Cleveland Browns rookie Barkevious Mingo said on Tuesday that “[i]f everything is going well, I think this defense could be the best in the league.” This is the point where, by blogger code, I am probably supposed to go “LOL, Browns” or something.
But let’s take it a different direction, as I temporarily hand my card into authorities. Let’s look at just how frequently teams like the Browns have jumped to the #1 defense, and what they were like.
Let’s first of all get this out there: even though the Browns were 5-11 last year, they went 3-5 in close games and were a lot closer to an average defense over the course of the season, even before we look into the specifics. Cleveland was 19th in points allowed, and we know that while just looking at points can be useful, it also includes things related to the offense, like field position and turnovers. Cleveland was also 17th in net yards per pass attempt, and 13th in yards per rush attempt.
Looking at the 23 teams that ranked #1 in points allowed in a season since 1990, here is a look at the ten worst (using the average rank) in those three categories combined, the year before their rise.
Six teams ranked below this Browns team in terms of what they looked like from the previous season. While it is not typical, it would also be far from an unusual situation for a defense with a performance like the Browns in 2012 to shoot to the top spot.
This is different than saying they will do it, of course. Predicting any team to be the best defense is a fool hardy venture, even those that rank near the top. You think it will be Seattle or San Francisco? Probably not. I could list 31 other teams it probably won’t be, due to injuries or key performers declining or unknowns not working out. It probably won’t be Cleveland, and it doesn’t take rocket science to say that.
What did those turnaround teams reveal, though, and what do the Browns have that might allow for it in a best case scenario? Those teams averaged 5.2 new starters (where we define starters as the starters for majority of games at each position in each season), so almost a 50% turnover in key personnel.
Here were the most frequent positions of change:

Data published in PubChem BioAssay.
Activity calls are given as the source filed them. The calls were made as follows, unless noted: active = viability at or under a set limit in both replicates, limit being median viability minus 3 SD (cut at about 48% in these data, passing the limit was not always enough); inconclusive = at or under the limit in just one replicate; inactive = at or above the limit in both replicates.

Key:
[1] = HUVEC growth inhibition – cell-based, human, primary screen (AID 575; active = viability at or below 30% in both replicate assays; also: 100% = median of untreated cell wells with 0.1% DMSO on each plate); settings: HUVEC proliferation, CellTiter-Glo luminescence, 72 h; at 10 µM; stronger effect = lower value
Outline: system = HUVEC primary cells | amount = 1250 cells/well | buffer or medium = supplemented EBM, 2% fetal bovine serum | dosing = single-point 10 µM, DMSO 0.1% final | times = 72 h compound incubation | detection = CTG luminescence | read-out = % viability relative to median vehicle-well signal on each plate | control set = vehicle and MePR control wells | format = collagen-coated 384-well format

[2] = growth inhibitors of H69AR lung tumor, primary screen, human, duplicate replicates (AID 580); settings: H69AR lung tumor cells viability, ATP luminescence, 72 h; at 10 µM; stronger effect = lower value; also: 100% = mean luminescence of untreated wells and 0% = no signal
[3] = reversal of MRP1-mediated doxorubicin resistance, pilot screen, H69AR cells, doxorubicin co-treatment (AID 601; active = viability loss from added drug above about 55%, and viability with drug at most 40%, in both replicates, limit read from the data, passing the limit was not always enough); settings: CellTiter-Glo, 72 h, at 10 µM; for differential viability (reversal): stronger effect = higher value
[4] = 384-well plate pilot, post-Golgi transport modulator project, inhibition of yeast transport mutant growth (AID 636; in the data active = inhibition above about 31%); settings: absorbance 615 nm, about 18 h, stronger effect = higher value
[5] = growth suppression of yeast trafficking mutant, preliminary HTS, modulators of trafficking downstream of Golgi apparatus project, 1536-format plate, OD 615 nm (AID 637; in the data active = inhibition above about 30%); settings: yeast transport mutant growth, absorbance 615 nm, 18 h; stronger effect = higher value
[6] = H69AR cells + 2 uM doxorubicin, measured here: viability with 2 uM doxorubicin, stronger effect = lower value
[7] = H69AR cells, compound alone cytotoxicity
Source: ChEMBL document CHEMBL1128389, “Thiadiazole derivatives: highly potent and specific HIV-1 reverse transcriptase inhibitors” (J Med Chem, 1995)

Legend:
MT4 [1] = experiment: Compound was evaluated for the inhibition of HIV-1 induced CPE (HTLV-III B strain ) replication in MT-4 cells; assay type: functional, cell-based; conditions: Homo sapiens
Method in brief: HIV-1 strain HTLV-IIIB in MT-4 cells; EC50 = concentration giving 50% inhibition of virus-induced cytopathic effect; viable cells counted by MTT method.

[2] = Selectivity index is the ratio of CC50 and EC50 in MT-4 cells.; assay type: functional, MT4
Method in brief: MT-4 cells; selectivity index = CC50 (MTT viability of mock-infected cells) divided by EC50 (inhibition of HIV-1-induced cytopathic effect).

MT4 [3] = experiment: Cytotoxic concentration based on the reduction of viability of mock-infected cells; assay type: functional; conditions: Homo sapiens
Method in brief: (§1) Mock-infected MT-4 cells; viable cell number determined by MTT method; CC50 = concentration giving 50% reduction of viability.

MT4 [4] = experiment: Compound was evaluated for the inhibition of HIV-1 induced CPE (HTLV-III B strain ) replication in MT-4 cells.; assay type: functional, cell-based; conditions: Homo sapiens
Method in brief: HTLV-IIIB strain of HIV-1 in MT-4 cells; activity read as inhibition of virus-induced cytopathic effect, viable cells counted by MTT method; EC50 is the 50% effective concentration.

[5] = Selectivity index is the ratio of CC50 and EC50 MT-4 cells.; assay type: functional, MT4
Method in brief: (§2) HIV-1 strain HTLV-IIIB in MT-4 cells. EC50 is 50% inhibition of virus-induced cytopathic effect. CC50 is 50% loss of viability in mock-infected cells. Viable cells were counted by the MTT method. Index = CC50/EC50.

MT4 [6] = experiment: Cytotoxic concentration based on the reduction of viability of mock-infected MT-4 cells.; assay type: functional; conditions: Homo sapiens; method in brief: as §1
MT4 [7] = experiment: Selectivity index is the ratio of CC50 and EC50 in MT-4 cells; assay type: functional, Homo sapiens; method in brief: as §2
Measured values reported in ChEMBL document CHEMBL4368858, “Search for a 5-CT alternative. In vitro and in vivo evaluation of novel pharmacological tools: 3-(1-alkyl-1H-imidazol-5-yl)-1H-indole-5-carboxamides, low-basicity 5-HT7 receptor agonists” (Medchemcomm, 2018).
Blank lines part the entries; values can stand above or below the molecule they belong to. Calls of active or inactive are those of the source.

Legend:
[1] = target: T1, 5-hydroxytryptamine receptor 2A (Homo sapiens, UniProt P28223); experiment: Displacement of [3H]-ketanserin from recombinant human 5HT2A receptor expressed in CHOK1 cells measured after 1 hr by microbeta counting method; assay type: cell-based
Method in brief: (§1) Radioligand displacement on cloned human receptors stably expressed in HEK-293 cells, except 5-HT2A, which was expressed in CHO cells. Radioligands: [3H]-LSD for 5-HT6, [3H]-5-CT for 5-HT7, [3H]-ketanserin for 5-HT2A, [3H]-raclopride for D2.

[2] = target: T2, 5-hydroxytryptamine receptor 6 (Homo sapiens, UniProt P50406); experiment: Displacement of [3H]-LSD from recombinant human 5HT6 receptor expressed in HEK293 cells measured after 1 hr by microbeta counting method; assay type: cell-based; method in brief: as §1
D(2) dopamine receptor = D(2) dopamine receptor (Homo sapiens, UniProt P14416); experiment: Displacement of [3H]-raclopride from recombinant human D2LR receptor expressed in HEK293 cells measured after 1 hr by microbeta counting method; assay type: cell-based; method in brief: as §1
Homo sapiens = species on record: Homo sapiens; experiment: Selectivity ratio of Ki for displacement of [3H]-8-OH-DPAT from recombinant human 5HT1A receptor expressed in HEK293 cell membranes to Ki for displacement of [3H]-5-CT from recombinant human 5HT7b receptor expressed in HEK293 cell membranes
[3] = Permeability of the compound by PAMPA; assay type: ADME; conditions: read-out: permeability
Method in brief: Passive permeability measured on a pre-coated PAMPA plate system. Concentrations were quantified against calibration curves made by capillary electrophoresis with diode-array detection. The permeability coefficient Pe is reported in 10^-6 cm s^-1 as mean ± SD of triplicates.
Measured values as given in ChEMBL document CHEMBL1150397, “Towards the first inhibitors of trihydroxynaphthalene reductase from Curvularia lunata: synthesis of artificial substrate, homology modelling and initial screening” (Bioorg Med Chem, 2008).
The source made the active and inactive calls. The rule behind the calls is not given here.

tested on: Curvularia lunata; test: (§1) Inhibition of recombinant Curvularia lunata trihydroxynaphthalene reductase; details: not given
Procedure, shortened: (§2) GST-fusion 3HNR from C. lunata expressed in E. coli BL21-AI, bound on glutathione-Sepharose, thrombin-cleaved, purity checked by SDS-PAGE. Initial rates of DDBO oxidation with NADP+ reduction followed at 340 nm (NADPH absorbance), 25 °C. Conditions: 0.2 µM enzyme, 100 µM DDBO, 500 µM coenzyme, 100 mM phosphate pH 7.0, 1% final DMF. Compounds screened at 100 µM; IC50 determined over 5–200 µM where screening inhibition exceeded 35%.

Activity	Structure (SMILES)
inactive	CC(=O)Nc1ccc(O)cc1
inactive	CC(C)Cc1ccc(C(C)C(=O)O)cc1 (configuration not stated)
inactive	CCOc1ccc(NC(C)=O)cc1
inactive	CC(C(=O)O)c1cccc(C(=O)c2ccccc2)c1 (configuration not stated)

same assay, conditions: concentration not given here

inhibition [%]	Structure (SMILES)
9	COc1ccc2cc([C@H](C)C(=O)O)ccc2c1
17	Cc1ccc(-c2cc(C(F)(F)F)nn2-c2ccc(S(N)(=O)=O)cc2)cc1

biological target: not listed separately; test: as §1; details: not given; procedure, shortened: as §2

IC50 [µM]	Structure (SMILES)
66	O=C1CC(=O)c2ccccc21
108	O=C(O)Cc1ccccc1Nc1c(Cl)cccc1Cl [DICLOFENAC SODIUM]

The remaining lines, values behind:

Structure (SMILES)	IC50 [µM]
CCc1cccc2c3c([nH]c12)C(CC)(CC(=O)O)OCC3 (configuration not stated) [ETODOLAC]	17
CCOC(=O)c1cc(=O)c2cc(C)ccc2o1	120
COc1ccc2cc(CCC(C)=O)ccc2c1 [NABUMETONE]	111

- Safety: 14
- Cornerback: 12
- Defensive Tackle/Nose Tackle: 8
- Inside/Middle Linebacker: 7
- Outside Linebacker: 6
- Defensive End: 6
The secondary was by far the largest area where change occurred on our other teams. Interestingly, the “rush” positions were at the bottom in terms of turnover. This doesn’t mean that all these changes came from outside the previous year’s roster. Some were guys returning from injury, others were young players who had already been on the roster moving into a starting role.
Now, for the Browns. If you go by the projected depth chart at ourlads, the Browns will likely have six new starters this year. That includes, for sure, changes in the secondary at one cornerback position and safety. It includes Paul Kruger and/or Barkevious Mingo at outside linebacker positions, an addition of a young inside linebacker with the change to 3-4 opposite D’Qwell Jackson, and nose tackle (where Phil Taylor is back, but only started 7 games in 2012).
If I were to look for reasons why Cleveland could take a big leap on defense, it would be because two of their top young defensive players missed a lot of games last year (Phil Taylor and Joe Haden missing 5 games due to suspension/injury), because they are making a defensive change in scheme with new coordinator Ray Horton, who did well in Arizona, and because there are a lot of young players that could emerge. The average age of the projected starters on defense should be under 26, with only Jackson over the age of 28. If rookie cornerback Leon McFadden takes hold of the other cornerback position ahead of Buster Skrine, Phil Taylor is a beast at the nose tackle and stays healthy, and Cleveland finds a pass rush with the changes they have made, then yes, Mingo may not look like he is completely crazy.
[photo via USA Today Sports Images]
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